So, what to do about this over-abundance of advertising inventory in our local markets?
Unlike some in this industry who are looking, again, at some form of paid content as the solution to the revenue crisis, I still believe that there’s a lot of life left in the ad-supported model. We haven’t been particularly creative in building ad solutions that work well for advertisers and that generate sustainable revenue for newspaper companies.
Given the diminishing returns of the CPM market outlined yesterday, the move is on to find a better model. Recently, The New York Times’ David Carr looked to Apple for inspiration:
Those of us who are in the newspaper business could not be blamed for hoping that someone like (Apple’s Steve Jobs) comes along and ruins our business as well by pulling the same trick: convincing the millions of interested readers who get their news every day free on newspapers sites that it’s time to pay up.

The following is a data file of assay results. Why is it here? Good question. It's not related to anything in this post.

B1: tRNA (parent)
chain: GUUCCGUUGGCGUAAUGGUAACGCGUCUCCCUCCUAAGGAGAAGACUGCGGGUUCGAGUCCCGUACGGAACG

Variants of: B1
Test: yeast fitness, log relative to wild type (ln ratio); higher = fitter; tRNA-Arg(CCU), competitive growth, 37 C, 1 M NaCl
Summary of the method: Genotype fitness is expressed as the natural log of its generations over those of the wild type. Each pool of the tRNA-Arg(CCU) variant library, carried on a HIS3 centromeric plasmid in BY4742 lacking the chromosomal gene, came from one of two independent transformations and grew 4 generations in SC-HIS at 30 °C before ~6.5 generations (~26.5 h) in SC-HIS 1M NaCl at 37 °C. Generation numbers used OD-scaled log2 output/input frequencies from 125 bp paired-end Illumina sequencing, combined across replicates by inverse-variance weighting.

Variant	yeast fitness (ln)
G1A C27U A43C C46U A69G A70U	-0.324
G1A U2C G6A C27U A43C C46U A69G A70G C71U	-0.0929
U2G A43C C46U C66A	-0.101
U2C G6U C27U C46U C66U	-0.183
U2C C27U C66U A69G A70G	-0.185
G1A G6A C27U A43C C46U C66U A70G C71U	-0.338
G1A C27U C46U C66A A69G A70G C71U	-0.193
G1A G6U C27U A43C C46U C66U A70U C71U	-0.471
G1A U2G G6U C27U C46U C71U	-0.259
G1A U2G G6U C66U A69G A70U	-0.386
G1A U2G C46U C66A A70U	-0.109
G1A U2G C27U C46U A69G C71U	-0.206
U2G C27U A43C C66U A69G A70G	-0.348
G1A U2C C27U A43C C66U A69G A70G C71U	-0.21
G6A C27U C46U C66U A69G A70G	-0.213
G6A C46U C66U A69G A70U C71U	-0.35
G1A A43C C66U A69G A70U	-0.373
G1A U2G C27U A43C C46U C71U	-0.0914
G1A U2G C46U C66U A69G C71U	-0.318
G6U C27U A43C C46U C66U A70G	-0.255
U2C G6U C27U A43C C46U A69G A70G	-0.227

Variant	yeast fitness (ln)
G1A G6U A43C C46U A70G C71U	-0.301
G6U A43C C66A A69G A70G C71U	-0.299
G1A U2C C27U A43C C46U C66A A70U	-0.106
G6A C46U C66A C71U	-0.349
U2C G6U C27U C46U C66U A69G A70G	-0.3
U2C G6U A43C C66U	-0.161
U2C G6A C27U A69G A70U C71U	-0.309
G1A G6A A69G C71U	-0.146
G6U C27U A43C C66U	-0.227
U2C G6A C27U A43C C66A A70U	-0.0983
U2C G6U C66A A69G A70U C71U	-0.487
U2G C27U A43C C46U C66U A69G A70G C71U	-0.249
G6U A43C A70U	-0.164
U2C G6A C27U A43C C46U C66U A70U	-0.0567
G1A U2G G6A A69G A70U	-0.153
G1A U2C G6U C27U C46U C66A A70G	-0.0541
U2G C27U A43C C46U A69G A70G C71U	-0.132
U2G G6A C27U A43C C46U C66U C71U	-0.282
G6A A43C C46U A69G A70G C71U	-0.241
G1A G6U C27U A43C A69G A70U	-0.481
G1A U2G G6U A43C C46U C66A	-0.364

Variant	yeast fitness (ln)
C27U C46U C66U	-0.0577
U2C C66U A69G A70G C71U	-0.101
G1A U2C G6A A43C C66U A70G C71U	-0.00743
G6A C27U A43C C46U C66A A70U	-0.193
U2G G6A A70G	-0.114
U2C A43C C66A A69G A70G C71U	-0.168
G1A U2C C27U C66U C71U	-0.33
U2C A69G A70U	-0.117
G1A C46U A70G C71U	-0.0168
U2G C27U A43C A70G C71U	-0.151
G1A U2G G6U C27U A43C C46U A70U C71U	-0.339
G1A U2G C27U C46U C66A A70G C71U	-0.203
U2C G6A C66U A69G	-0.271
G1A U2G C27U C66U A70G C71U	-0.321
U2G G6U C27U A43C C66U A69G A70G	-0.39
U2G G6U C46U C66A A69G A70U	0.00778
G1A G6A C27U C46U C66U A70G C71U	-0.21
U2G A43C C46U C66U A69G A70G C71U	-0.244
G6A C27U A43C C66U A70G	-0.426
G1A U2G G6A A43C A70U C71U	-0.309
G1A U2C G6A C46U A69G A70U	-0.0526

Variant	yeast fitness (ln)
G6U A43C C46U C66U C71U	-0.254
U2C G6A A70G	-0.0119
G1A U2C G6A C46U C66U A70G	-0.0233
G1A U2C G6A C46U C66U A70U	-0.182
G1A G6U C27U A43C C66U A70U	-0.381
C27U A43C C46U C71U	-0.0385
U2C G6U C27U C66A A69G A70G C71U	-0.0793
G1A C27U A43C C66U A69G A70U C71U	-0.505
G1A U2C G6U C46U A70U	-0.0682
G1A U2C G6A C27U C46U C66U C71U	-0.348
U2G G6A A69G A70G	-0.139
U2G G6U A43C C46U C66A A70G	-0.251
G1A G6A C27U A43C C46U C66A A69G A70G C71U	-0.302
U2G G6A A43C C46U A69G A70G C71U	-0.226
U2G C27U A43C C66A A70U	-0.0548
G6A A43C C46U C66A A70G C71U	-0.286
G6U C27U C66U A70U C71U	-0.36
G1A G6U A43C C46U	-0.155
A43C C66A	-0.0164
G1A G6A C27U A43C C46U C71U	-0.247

For a long time, newspapers assumed that as their print advertising declined, it would be intersected by a surging line of online advertising revenue. But that revenue is no longer growing at many newspaper sites, so if the lines cross, it will be because the print revenue is saying hello on its way to the basement.
The iTunes Solution.
And yet there is no parallel between selling songs — which customers will play over and over — and selling a recap of the City Council meeting. Apple didn’t simply say “What do we have that we could sell to people?” They looked for a need in the marketplace — a better way to buy music — and created it.